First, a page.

Book Club Guide—The Swans of Fifth Avenue, by Melanie Benjamin

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Celebrities are a dime a dozen these days, especially the kind whose fame is more manufactured than earned. But long before America gave us the Kardashians, it had the Swans of Fifth Avenue. Unlike today’s stars, the Swans—Babe Paley, Slim Keith, and the other New York socialites that kept company with them—did not have the benefit of living their lives on TV, but they knew how to cultivate their fame in newspaper society pages, glossy spreads in Vogue and Harper’s Bazaar, and the dining rooms of the city’s most elite restaurants and clubs. Melanie Benjamin’s novel gently digs beneath the layers of makeup and money to mine some imagined truth about the storied lives of this set, and it reveals all that glittered was not exactly gold. At the center of this fictionalized history is Truman Capote. Though best known as the Pulitzer Prize–winning author of In Cold Blood and Breakfast at Tiffany’s, Capote enjoyed being a character as much as creating one. He gradually maneuvered his way into Babe’s inner circle and also—according to Benjamin’s telling—into her heart. But the friendship came to an ugly and abrupt end when Capote betrayed the group by publishing a tell-all in Esquire in 1975. Book clubs will enjoy learning about this scandal through a novelist’s lens. To enrich your discussion, read The Swans of Fifth Avenue alongside one of Truman Capote’s novels—or simply pair it with Champagne and caviar to capture the flavor of the book.

Society and Superficiality:

For Babe Paley and the women in this circle, how much of their behavior can be blamed on the social scene? According to the novel, to what extent do they have control and choice in the lives they lead?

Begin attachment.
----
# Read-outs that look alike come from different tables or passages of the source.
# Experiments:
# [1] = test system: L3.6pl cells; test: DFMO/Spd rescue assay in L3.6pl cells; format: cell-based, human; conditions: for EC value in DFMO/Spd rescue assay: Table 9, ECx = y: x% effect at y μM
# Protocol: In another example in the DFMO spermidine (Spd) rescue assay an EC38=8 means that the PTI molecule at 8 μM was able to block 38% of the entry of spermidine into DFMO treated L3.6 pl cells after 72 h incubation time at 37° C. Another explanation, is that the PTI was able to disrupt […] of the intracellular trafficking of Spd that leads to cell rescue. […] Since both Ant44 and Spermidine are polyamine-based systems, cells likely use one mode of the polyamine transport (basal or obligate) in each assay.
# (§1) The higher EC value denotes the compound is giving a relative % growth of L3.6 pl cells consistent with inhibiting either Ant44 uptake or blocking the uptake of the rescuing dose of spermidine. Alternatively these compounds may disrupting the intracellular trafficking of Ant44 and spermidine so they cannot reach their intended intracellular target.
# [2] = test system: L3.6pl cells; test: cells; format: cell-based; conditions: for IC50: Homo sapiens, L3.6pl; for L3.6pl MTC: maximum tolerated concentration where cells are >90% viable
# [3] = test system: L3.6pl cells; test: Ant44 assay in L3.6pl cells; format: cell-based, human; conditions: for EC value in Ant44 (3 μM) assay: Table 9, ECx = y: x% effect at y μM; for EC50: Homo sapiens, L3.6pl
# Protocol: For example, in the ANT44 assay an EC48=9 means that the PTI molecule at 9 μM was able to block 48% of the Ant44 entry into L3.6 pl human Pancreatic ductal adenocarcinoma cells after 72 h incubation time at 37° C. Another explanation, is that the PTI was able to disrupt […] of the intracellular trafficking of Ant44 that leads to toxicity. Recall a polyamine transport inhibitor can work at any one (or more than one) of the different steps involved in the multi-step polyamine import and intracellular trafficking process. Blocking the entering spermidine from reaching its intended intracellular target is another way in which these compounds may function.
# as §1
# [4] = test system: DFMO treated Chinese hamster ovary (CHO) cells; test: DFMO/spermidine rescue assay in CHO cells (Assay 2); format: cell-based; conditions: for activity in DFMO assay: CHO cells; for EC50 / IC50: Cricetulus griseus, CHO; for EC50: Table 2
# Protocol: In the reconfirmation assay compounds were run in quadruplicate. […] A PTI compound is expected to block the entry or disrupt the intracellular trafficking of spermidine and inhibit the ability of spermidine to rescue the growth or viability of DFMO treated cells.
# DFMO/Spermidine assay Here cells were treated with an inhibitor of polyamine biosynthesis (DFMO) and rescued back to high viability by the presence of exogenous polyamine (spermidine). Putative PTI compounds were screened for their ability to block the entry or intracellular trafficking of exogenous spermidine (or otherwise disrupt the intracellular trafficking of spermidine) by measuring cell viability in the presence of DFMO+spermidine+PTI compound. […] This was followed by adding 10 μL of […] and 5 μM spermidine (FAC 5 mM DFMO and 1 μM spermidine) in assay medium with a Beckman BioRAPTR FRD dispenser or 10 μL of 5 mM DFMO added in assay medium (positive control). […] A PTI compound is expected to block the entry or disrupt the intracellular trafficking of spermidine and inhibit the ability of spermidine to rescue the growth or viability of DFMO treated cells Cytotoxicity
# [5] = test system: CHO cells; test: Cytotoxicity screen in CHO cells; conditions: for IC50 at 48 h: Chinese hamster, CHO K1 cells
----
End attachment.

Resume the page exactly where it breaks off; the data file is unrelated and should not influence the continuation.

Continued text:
Are there any moments in the novel when the female characters let their guard down and show us a more authentic self?

Marriage and Divorce:

What seems to be the driving force behind Babe and Bill Paley’s marriage? Is that true for most of the marriages in this social group?

Does anyone in the novel marry for love? Or does anyone find love, either inside or outside marriage?

What happens to Truman’s relationship with his longtime partner, Jack?


Do any of the women in the book experience real friendship with one another? Or are their relationships based mostly on social connections?

Among the women in the inner circle, which actions by one friend to another surprised you?

Do the women consider Truman a true friend? Why do they embrace and welcome him into their circle?

Fact or Fiction:

Is it difficult to separate fact from fiction in this novel? Which facts does the author take liberties with, and which do you believe to be true?

Are the conversations Melanie Benjamin creates between characters believable?

Do you find the depiction of Truman Capote convincing? How does the portrayal of him fit with what you knew of or thought about the legendary author?

What motives does the novelist assign to Truman for his actions? Do you find those motives probable?